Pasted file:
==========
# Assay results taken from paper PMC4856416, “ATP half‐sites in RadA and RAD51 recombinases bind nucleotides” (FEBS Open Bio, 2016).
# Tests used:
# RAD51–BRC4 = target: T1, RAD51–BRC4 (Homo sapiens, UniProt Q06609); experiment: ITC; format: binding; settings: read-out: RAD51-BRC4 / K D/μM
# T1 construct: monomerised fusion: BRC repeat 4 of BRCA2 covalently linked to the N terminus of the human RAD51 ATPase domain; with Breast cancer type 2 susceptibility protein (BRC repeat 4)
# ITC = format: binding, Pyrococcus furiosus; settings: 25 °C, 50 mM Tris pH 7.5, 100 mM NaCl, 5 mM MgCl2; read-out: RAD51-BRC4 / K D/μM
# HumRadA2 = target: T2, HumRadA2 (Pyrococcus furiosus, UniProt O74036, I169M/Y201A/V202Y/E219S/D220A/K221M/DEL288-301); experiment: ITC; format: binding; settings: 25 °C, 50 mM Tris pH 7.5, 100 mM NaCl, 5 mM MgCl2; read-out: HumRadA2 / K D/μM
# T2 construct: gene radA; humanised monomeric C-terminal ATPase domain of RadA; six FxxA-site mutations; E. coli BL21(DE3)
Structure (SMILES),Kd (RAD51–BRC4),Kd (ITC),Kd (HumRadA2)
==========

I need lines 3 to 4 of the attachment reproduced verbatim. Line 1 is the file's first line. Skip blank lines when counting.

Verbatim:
# RAD51–BRC4 = target: T1, RAD51–BRC4 (Homo sapiens, UniProt Q06609); experiment: ITC; format: binding; settings: read-out: RAD51-BRC4 / K D/μM
# T1 construct: monomerised fusion: BRC repeat 4 of BRCA2 covalently linked to the N terminus of the human RAD51 ATPase domain; with Breast cancer type 2 susceptibility protein (BRC repeat 4)